Step 2: Earn an undergraduate degree (four years) – An undergraduate degree in natural science or a related field such as anthropology, biology, or forensic science are ideal pathways to pursue this career. To gain admission to a competitive master’s program, students should maintain strong GPAs and pursue extracurricular opportunities. For example, while few programs offer specific degrees in forensic anthropology, some bachelor’s degree programs include forensics courses in their anthropology programs.
Eastern New Mexico University (ENMU) offers a bachelor’s of science in forensic science, emphasizing forensic anthropology. Upper-division courses include analysis of human skeletal remains. In addition, students can join the Forensic Science Society to network and gain early experience in forensic science, which can be valuable to highlight when applying to graduate programs.
The curriculum in this program is based on the core requirements set forth by the Forensic Education Program Accreditation Commission (FEPAC), an organization that accredits degree programs in forensic science.
Oregon State University (OSU) offers an online 180-credit undergraduate degree in anthropology. Students can complete this program on-campus or online and earn a bachelor of arts or bachelor of science. Specializations are available in archaeology, biocultural, cultural/linguistic, and general anthropology. Courses related to forensic anthropology include human osteology lab and archaeological laboratory methods, and students can enroll in a 12-credit field school.
Step 3: Pursue a master’s or doctoral degree (two years) – Most forensic anthropologists have a minimum of a master of science degree. In a graduate program, students can focus their education on forensic anthropology and gain hands-on experience through internships. In some cases, masters-level coursework transfers directly into a doctoral program, leading to highly-coveted academic and research-based careers in forensic anthropology.
The University of California Davis (UC Davis) offers a master of arts (MA) and a PhD degree program in anthropology in two specialty areas: evolutionary and socio-cultural. Students in this program are encouraged to pursue doctoral studies to promote scholarship in anthropology. Students study various cultures through human skeletal remains and population genetics in the evolutionary specialty area. To graduate, students in this program must complete 36 units of courses, a qualifying examination, and a dissertation which can take approximately 4-6 years to complete.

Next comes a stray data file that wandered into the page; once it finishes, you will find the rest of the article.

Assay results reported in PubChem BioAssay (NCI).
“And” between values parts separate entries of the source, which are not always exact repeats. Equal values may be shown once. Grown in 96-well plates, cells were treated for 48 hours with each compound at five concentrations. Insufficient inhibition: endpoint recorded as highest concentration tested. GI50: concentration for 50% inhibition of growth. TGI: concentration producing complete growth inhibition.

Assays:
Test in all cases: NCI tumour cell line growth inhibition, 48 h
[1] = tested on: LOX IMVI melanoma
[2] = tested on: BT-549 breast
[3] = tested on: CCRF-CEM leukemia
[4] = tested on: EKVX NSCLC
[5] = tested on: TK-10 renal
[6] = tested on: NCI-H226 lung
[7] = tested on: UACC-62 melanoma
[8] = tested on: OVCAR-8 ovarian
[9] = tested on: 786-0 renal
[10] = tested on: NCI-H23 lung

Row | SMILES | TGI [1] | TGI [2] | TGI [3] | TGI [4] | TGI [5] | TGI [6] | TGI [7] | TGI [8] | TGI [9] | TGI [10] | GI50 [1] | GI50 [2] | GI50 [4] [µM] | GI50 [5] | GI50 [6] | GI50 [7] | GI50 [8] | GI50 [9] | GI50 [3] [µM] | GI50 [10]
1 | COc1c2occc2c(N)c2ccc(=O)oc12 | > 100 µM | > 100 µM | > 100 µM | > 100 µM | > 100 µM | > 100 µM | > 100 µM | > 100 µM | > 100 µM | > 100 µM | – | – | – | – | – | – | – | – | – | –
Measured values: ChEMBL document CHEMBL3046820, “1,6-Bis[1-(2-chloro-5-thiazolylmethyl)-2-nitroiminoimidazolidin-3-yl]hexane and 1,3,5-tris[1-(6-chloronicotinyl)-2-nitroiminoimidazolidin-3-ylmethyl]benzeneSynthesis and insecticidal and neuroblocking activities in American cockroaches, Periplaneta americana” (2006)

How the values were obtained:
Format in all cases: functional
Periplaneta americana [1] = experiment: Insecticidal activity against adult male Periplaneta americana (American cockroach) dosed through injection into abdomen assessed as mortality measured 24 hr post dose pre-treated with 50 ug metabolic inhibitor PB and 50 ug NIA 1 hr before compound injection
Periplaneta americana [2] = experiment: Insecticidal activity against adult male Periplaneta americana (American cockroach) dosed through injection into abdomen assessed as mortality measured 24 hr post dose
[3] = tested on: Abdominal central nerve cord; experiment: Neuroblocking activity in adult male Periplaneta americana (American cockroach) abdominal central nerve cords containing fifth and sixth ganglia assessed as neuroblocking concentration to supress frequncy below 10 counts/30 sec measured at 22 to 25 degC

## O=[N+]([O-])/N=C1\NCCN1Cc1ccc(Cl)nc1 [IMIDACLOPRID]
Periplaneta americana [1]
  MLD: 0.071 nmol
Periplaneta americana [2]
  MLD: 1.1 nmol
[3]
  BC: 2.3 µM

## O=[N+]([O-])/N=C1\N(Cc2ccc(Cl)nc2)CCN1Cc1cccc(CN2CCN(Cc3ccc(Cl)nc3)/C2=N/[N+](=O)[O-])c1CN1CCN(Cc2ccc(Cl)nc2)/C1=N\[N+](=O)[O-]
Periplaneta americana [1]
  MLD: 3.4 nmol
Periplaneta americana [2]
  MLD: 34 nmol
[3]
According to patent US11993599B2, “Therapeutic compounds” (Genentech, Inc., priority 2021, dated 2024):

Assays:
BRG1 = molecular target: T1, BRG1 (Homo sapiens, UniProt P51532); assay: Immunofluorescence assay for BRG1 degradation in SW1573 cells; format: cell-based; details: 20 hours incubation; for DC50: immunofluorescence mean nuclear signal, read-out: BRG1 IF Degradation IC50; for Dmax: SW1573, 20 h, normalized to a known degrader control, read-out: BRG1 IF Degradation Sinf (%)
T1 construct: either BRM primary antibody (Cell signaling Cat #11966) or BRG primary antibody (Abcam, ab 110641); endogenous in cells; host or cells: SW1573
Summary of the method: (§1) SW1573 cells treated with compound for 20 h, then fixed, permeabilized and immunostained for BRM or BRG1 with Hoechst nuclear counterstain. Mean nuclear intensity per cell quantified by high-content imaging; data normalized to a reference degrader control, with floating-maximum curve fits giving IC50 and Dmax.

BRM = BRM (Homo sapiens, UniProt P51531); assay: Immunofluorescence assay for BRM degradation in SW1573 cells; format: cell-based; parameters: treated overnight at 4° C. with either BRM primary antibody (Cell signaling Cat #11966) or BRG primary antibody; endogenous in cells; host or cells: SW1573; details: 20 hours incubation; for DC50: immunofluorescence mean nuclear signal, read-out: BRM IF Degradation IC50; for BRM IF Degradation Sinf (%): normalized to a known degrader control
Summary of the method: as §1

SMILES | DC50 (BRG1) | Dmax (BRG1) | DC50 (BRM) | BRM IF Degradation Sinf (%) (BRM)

Please visit our accredited forensic anthropology programs page for a complete list of schools, which includes on-campus, hybrid, and online options.
Step 4: Obtain entry-level work as a forensic anthropologist (timeline varies) – With a master’s degree completed, graduates can look for entry-level work as forensic anthropologists, working with law enforcement or in the private sector.
Step 5: Consider a PhD program (two to four years) – While a PhD is not necessarily required to obtain employment in this field, those who take the time to earn one will likely have more career opportunities. Those who want to research and teach advanced degree courses in academia will earn a PhD.
Step 6: Become board-certified (timeline varies) – Forensic anthropologists with a PhD in physical or biological anthropology will have the opportunity to become board certified by the American Board of Forensic Anthropologists (ABFA). While not required for all positions, having a certification indicates an individual’s experience, expertise, and commitment to the field of anthropology. The certification section below features more detailed information about the ABFA exam.
In short: because at least a master’s degree is often required for this career, a high school graduate can expect to spend at least six and perhaps up to 10 more years in school before they can expect to find reliable employment.
Forensic anthropology work can be emotionally taxing due to interacting with human remains, so it is vital to develop practical coping skills. In addition, having a professional focus and a good work ethic is essential for forensic anthropologists to perform their work well over time.
With these skills, forensic anthropologists will be better able to accomplish their regular tasks and responsibilities, which include:
As mentioned above, forensic anthropologists who have earned a PhD are eligible to become board certified by the American Board of Forensic Anthropologists (ABFA). To achieve this certification, candidates must pass an exam that covers the theory and practice of forensic anthropology.
The ABFA exam is offered annually and includes a written and practical exam. Candidates can complete the exam virtually through a test proctor for the written exam. As for the practical exam, candidates must make their travel arrangements to the Forensic Anthropology Center at the University of Tennessee Knoxville. To pass, candidates must earn 80 percent or higher in each area, become certified, and hold diplomate status through the ABFA.
ABFA diplomates must earn and document continuing education credits to maintain the certification. Certification through ABFA demonstrates that a forensic anthropologist has reached a milestone in expertise in the field. Certification is good for three years so long as an applicant reapplies, pays their annual dues on time, and adheres to an ethical and professional standards statement.
Rachel Drummond is a freelance writer, educator, and yogini from Oregon. She’s taught English to international university students in the United States and Japan for more than a decade and has a master’s degree in education from the University of Oregon. Rachel writes about meditation, yoga, coaching, and more on her blog (Instagram: @racheldrummondyoga).